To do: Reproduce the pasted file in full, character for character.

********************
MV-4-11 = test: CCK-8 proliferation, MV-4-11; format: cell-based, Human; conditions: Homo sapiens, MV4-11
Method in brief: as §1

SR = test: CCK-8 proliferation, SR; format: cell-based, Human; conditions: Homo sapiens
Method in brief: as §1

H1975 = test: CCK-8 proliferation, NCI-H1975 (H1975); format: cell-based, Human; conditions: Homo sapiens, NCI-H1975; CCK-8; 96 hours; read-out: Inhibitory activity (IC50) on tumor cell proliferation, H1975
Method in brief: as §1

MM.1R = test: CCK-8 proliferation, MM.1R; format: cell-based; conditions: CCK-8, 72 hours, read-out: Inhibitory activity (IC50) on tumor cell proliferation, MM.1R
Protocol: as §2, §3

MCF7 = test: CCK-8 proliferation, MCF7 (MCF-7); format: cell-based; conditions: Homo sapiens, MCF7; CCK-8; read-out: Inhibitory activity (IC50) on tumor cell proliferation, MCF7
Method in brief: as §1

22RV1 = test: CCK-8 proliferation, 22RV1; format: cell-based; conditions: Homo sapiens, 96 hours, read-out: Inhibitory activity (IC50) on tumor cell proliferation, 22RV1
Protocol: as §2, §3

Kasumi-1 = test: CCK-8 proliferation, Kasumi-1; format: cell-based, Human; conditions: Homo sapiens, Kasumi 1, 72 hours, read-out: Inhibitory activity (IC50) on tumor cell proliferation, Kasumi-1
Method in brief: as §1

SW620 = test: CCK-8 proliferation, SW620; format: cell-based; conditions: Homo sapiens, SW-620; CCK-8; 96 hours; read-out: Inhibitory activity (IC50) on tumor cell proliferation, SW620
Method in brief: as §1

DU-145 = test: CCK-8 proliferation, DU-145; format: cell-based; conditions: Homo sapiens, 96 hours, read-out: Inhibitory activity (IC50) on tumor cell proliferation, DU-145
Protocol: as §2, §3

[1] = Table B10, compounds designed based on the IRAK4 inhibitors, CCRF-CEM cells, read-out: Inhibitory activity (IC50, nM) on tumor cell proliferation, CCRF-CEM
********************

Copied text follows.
MV-4-11 = test: CCK-8 proliferation, MV-4-11; format: cell-based, Human; conditions: Homo sapiens, MV4-11
Method in brief: as §1

SR = test: CCK-8 proliferation, SR; format: cell-based, Human; conditions: Homo sapiens
Method in brief: as §1

H1975 = test: CCK-8 proliferation, NCI-H1975 (H1975); format: cell-based, Human; conditions: Homo sapiens, NCI-H1975; CCK-8; 96 hours; read-out: Inhibitory activity (IC50) on tumor cell proliferation, H1975
Method in brief: as §1

MM.1R = test: CCK-8 proliferation, MM.1R; format: cell-based; conditions: CCK-8, 72 hours, read-out: Inhibitory activity (IC50) on tumor cell proliferation, MM.1R
Protocol: as §2, §3

MCF7 = test: CCK-8 proliferation, MCF7 (MCF-7); format: cell-based; conditions: Homo sapiens, MCF7; CCK-8; read-out: Inhibitory activity (IC50) on tumor cell proliferation, MCF7
Method in brief: as §1

22RV1 = test: CCK-8 proliferation, 22RV1; format: cell-based; conditions: Homo sapiens, 96 hours, read-out: Inhibitory activity (IC50) on tumor cell proliferation, 22RV1
Protocol: as §2, §3

Kasumi-1 = test: CCK-8 proliferation, Kasumi-1; format: cell-based, Human; conditions: Homo sapiens, Kasumi 1, 72 hours, read-out: Inhibitory activity (IC50) on tumor cell proliferation, Kasumi-1
Method in brief: as §1

SW620 = test: CCK-8 proliferation, SW620; format: cell-based; conditions: Homo sapiens, SW-620; CCK-8; 96 hours; read-out: Inhibitory activity (IC50) on tumor cell proliferation, SW620
Method in brief: as §1

DU-145 = test: CCK-8 proliferation, DU-145; format: cell-based; conditions: Homo sapiens, 96 hours, read-out: Inhibitory activity (IC50) on tumor cell proliferation, DU-145
Protocol: as §2, §3

[1] = Table B10, compounds designed based on the IRAK4 inhibitors, CCRF-CEM cells, read-out: Inhibitory activity (IC50, nM) on tumor cell proliferation, CCRF-CEM